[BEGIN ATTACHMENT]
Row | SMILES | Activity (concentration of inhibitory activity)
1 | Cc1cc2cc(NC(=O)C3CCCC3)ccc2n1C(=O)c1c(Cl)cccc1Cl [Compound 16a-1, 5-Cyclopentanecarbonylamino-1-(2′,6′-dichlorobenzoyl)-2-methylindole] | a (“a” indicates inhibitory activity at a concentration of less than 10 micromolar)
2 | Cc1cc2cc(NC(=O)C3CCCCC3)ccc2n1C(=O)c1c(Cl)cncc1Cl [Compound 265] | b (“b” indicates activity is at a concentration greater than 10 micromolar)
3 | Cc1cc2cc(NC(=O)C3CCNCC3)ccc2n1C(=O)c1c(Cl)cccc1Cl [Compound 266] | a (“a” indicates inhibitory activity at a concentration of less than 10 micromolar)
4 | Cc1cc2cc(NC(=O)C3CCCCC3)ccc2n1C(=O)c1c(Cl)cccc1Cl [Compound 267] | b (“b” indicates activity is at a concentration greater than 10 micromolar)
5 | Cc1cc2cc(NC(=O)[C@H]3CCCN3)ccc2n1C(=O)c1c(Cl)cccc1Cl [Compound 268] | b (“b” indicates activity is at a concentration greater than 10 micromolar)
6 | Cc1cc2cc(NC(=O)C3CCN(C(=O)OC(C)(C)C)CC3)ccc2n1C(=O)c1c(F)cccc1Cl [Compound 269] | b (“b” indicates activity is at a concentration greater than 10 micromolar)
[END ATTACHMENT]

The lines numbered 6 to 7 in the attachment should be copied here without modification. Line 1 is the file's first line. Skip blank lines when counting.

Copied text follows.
5 | Cc1cc2cc(NC(=O)[C@H]3CCCN3)ccc2n1C(=O)c1c(Cl)cccc1Cl [Compound 268] | b (“b” indicates activity is at a concentration greater than 10 micromolar)
6 | Cc1cc2cc(NC(=O)C3CCN(C(=O)OC(C)(C)C)CC3)ccc2n1C(=O)c1c(F)cccc1Cl [Compound 269] | b (“b” indicates activity is at a concentration greater than 10 micromolar)